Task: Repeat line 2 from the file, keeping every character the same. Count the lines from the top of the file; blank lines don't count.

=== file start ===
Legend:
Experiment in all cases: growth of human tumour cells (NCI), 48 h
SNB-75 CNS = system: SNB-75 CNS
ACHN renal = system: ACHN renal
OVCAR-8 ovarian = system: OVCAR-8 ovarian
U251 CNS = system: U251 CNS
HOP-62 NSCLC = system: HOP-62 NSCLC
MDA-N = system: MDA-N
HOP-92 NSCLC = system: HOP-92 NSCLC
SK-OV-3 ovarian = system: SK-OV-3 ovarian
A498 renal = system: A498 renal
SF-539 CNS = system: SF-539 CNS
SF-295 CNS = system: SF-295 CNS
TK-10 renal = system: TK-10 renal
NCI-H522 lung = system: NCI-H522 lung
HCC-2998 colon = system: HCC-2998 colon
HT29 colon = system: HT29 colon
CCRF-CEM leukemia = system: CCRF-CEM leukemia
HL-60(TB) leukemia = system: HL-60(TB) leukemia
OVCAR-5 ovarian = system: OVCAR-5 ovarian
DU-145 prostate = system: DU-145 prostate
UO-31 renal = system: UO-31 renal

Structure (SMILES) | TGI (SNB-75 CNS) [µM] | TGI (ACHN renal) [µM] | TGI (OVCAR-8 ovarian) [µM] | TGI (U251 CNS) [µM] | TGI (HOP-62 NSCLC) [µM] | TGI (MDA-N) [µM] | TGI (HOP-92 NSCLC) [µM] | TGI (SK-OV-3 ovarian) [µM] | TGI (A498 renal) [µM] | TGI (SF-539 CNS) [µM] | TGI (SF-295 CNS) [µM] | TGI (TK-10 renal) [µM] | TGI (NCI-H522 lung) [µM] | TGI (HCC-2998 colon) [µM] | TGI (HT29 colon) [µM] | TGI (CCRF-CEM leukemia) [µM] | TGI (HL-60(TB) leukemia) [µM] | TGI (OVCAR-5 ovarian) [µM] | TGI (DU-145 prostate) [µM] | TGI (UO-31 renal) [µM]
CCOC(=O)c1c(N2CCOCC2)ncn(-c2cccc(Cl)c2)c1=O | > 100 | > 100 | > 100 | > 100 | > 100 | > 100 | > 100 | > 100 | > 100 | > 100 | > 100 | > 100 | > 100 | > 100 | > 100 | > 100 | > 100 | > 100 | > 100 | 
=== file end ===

Experiment in all cases: growth of human tumour cells (NCI), 48 h